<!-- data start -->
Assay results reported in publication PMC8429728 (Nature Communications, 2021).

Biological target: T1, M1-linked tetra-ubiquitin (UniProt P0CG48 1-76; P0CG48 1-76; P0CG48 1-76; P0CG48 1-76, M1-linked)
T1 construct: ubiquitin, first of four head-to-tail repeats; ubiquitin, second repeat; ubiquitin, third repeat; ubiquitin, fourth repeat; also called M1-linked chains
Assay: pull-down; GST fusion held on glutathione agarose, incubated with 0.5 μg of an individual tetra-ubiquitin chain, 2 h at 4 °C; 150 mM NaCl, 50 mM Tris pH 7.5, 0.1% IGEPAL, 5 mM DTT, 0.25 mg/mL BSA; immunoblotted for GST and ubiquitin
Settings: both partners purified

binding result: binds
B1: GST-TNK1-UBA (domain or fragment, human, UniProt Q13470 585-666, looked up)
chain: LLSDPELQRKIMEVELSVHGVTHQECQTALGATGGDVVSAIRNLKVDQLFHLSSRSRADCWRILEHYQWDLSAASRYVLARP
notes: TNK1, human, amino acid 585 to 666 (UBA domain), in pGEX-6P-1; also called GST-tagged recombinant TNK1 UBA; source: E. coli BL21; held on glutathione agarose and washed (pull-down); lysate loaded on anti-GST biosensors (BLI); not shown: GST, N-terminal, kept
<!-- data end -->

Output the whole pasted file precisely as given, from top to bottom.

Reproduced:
Assay results reported in publication PMC8429728 (Nature Communications, 2021).

Biological target: T1, M1-linked tetra-ubiquitin (UniProt P0CG48 1-76; P0CG48 1-76; P0CG48 1-76; P0CG48 1-76, M1-linked)
T1 construct: ubiquitin, first of four head-to-tail repeats; ubiquitin, second repeat; ubiquitin, third repeat; ubiquitin, fourth repeat; also called M1-linked chains
Assay: pull-down; GST fusion held on glutathione agarose, incubated with 0.5 μg of an individual tetra-ubiquitin chain, 2 h at 4 °C; 150 mM NaCl, 50 mM Tris pH 7.5, 0.1% IGEPAL, 5 mM DTT, 0.25 mg/mL BSA; immunoblotted for GST and ubiquitin
Settings: both partners purified

binding result: binds
B1: GST-TNK1-UBA (domain or fragment, human, UniProt Q13470 585-666, looked up)
chain: LLSDPELQRKIMEVELSVHGVTHQECQTALGATGGDVVSAIRNLKVDQLFHLSSRSRADCWRILEHYQWDLSAASRYVLARP
notes: TNK1, human, amino acid 585 to 666 (UBA domain), in pGEX-6P-1; also called GST-tagged recombinant TNK1 UBA; source: E. coli BL21; held on glutathione agarose and washed (pull-down); lysate loaded on anti-GST biosensors (BLI); not shown: GST, N-terminal, kept